For children, removing a tumor in or around a major joint can be particularly challenging, as it frequently requires removing one or more growth plates. As a result, the child’s growth is impacted, with the involved limb expected to grow less than the opposite side. In the past, a child would undergo multiple major surgeries to adjust the implant as he or she continued to grow. Today, it is possible to use a growing implant, which extends or lengthens over time. This permits a child’s limb to keep up with the opposite side, maintaining anatomic symmetry. This provides obvious benefits in functionality, comfort, and aesthetics for the patient.
Growing implants can be minimally invasive or non-invasive. A minimally invasive implant requires a minor surgical procedure for each lengthening, during which one or two small incisions are needed. Surgeons introduce small surgical screwdrivers through the incisions. By rotating these drivers, the implant lengthens. After an acceptable length has been achieved, the incisions are closed and the patient is awakened from anesthesia. The patient can immediately walk on the implant and often can go home the same day with minimal discomfort, which usually resolves in one to two days.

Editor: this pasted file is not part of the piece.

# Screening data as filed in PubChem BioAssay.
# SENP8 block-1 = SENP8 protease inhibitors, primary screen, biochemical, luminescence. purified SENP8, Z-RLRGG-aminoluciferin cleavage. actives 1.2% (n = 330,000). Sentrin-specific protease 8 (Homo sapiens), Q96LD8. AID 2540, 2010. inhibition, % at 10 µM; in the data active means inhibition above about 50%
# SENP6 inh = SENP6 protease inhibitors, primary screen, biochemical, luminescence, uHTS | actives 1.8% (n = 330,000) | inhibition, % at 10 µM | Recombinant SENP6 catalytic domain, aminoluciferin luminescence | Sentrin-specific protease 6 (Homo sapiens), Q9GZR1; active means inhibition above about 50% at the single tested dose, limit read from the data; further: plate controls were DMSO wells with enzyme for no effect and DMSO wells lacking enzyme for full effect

A non-invasive growing implant does not require additional surgery or anesthesia. Instead, these implants are lengthened internally using a magnet to rotate a gearbox inside the implant. The patient can remain awake during this process with minimal to no discomfort. The lengthening happens in-office and takes roughly 15 to 20 minutes. The patient can walk on the implant immediately and go home directly following the lengthening.
Growing implants represent patient-specific and cutting-edge orthopedic implant technology. These implants are reserved for a small group of pediatric patients with unique reconstructive challenges owing to their continued growth potentials. This individualized reconstructive method avoids the need for amputation or other more ablative surgeries, allowing the restoration of routine function in a majority of patients.